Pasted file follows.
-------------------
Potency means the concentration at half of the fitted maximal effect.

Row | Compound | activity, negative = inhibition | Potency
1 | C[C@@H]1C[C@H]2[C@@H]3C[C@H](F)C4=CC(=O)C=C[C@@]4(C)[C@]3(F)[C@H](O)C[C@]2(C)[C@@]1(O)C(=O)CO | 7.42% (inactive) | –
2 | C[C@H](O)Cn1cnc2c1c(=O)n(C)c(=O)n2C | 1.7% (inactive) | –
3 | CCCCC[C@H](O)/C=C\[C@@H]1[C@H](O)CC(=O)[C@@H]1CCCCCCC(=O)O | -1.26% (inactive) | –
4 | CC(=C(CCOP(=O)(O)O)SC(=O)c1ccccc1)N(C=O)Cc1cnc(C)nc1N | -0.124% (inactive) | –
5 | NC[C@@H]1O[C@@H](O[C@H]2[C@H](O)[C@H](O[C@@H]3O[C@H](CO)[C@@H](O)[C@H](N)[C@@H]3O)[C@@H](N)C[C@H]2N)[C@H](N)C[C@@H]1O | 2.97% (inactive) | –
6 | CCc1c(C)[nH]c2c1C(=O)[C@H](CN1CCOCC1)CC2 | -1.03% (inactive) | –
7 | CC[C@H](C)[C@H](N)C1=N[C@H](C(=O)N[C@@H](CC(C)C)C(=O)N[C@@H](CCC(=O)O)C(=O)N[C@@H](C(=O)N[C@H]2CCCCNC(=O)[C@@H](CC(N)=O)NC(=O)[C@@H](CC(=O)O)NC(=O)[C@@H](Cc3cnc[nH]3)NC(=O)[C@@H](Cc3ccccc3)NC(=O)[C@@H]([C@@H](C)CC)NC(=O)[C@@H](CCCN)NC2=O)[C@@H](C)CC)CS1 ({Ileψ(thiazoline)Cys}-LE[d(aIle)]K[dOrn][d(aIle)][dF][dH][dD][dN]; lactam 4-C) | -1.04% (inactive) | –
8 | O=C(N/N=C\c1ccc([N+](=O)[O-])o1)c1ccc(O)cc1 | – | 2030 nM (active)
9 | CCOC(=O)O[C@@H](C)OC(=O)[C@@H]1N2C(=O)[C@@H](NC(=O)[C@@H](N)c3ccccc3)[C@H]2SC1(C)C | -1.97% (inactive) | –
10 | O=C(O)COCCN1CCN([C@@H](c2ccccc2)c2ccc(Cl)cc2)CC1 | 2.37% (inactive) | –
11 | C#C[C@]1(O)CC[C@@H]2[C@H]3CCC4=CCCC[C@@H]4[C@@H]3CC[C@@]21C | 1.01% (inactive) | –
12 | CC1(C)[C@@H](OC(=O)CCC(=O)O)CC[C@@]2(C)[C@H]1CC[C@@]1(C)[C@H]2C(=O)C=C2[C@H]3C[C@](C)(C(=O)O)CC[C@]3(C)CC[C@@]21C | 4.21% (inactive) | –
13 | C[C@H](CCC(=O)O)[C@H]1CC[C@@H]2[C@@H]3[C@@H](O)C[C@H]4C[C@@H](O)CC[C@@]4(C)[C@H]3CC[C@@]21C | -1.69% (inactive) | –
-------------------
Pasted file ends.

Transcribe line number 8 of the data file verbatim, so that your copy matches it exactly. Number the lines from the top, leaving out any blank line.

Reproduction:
6 | CCc1c(C)[nH]c2c1C(=O)[C@H](CN1CCOCC1)CC2 | -1.03% (inactive) | –